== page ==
Mary Colter' Hermits Rest

A historic image of Hermits Rest on the left and a modern image of Hermits Rest on the right.

Hermit's Rest (1914), several miles to the west of Colter's Hopi House, is an entirely different type of structure. The building, originally constructed as a rest stop for the short stage line that ran from El Tovar to this location, is a stone building placed several feet back from the rim edge, and is tucked into a small man-made earthen mound, built around and atop the building to blend it in with its setting.

Hermit's Rest was designed to resemble a dwelling constructed by an untrained mountain man using the natural timber and boulders of the area. From the entrance path a haphazard looking structure of stone and wood greets the visitor, and the approach to Hermit's Rest is marked by a small stone arch set in a stone wall along the original pathway from the parking area to the building. The exposed portions of the building that are not banked into the earth are of rubble masonry bonded with cement mortar, structural logs, and a few expanses of glass. The chimneys are gently battered rubble masonry.

The stone arch is topped with a broken bell that Colter acquired from a Spanish mission in New Mexico. In recent years vandalism to the stone arch and bell necessitated moving the access path a few feet north, so that visitors no longer walk under the arch (and are tempted to try dunk shots through the hole in the bell). Stone lanterns with small pathway lights illuminate the area after dark.

A black and white photo of a building built into the earth.
Hermits Rest in 1936.

The exposed portions of the building that are not banked into the earth are of rubble masonry bonded with cement mortar, structural logs, and a few expanses of glass. The parapet of the flat roof is uneven, giving the building a rougher appearance. The chimneys are gently battered rubble masonry. The overall appearance of the stonework makes it look almost like a natural rock formation.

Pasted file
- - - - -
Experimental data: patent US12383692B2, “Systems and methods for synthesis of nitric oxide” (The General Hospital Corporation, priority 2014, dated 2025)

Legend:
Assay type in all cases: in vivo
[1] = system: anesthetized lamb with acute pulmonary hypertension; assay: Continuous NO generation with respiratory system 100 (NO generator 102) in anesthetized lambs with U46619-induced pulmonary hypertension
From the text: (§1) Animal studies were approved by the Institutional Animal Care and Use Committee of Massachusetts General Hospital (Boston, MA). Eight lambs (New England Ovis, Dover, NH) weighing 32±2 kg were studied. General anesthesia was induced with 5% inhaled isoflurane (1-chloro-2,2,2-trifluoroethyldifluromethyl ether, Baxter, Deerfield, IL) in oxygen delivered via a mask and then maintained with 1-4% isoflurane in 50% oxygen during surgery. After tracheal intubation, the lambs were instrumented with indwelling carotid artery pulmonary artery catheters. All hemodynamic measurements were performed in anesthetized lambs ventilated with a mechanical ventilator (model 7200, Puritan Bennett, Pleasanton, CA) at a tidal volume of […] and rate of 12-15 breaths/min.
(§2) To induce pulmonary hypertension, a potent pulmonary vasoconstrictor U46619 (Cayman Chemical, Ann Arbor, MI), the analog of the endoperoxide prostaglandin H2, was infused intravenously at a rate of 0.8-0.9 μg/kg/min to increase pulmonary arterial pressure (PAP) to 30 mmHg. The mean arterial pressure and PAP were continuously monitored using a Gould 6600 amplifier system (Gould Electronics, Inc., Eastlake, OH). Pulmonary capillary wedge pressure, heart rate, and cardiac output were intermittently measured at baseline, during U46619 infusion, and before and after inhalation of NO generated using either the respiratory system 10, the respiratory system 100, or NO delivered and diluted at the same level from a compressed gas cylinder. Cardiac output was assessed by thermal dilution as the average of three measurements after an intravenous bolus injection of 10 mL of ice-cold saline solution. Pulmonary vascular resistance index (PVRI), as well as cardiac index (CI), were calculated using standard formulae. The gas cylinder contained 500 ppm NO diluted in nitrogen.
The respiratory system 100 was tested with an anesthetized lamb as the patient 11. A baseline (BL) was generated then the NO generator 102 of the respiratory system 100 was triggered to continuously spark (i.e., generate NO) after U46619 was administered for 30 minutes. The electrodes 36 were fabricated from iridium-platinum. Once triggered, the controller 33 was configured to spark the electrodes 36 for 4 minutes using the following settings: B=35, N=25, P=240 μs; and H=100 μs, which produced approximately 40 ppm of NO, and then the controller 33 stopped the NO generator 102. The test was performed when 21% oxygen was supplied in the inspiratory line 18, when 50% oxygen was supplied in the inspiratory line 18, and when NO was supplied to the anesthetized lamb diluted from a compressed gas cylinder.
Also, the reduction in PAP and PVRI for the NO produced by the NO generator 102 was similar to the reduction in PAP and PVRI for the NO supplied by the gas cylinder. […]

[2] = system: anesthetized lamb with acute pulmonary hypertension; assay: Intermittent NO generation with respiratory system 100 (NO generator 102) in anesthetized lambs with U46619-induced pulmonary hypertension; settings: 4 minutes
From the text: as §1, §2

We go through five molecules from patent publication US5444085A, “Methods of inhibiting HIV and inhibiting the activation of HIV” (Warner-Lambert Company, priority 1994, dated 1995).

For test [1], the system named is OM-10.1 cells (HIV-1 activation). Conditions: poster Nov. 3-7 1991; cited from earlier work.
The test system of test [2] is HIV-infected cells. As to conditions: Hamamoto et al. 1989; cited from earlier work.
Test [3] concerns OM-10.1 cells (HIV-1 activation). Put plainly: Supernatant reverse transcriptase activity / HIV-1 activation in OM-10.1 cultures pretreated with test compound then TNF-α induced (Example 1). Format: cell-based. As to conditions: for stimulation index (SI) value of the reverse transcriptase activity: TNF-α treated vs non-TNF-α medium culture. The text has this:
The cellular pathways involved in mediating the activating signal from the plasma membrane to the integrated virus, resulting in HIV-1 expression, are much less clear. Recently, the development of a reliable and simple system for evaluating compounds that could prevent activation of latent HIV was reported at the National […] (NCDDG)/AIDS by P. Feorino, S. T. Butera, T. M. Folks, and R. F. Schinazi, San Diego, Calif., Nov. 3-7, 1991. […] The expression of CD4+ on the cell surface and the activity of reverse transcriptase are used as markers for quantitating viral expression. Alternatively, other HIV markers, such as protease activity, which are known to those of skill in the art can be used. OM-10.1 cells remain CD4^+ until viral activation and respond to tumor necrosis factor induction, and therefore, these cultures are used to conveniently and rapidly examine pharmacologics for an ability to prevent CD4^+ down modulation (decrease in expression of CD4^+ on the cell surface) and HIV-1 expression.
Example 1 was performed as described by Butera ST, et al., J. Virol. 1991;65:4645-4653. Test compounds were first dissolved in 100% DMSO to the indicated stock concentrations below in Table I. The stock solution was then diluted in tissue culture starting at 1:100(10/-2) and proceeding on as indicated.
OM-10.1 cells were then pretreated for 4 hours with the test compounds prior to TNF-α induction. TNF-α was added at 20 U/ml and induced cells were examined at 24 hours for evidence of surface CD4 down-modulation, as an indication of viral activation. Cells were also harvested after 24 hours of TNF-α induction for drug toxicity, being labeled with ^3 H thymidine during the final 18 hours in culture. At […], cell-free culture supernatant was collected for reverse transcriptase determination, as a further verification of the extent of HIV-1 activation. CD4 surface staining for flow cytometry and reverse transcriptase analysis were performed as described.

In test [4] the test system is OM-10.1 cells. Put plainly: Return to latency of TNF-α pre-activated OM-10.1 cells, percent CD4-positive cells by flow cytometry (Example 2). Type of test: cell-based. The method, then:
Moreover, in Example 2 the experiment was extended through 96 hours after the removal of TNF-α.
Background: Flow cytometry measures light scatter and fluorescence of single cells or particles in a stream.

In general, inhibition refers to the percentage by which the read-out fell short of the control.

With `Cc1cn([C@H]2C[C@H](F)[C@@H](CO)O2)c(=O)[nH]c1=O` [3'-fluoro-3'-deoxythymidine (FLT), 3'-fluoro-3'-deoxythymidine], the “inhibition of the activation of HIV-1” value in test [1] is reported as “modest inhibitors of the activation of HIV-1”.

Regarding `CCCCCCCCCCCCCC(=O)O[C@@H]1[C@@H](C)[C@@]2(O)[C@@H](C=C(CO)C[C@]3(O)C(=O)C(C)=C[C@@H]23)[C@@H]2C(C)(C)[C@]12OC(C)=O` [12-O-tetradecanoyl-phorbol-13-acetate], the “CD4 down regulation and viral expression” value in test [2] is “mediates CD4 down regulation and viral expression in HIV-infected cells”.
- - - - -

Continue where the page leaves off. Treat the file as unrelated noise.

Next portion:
The porch that shelters the entrance and covers a small portion of the gift shop is made of peeled log posts, tie-beams, and vigas (roof beams). A low stone wall of rubble masonry separates this outdoor observation area from the drop-off into the canyon.

The interior of the building is divided into two large spaces and several utility areas. The main room and most impressive space is in the central part of the structure. On its north side the central room is covered by the flat roof of the porch. Further into the interior the roof height opens up dramatically to nearly two stories, and is again flat with a viga and latia ceiling. The upper wall sections in this area have large windows, letting considerable natural light into the structure. On the south end of the room is an enormous alcove, shaped like a semi-dome. The stone alcove contains an arched fireplace decorated with ornate andirons, a brass tea kettle, and various antique kitchen and fireplace tools. Wrought-iron wall sconces holding candles flank the far edges of the alcove. The alcove's flagstone floor is stepped up above that of the remainder of the room, giving added architectural emphasis to the space.

West of the main room is the snack bar area, office, and small storage area. These have all been updated to accommodate the present uses, although their original configuration remains. East of the main room is the area now used as the "rug room" where Navajo rugs are sold. The original stone fireplace remains in this area. A wood wainscotting has been added, covering the original finish. A small storage area is to the east of this room.

Hermit's Rest, like many of the other Colter buildings, contains antiques important to the structure's ambience. The furnishings included in this nomination are the rustic chairs, the chairs and tables that may be of German origin, the European pendulum clock, the bear traps, frontier items decorating the exterior post, and the other elements Colter added to create atmosphere.

A photo of Hermits Rest
Hermits Rest (1914)

Continue to Hermits Rest photo gallery on Flickr.

A stone arch with a bell on the top
Hermit's Rest History Continued

Learn more about Hermit's Rest on Arizona State University's Nature, Culture, and History at Grand Canyon website.

A black and white photo of a women sitting in a chair.
Mary Colter's Buildings

Mary Colter was the chief architect and decorator for the Fred Harvey Company from 1902 to 1948.

John Verkamp in front of his tent.

After the Santa Fe Railroad started bringing visitors to the canyon, entrepreneurs came to the canyon to make their fortune.

A cemetery gate.

Passing through or calling the canyon home, many people have influenced the development and protection of Grand Canyon.

Last updated: September 21, 2019

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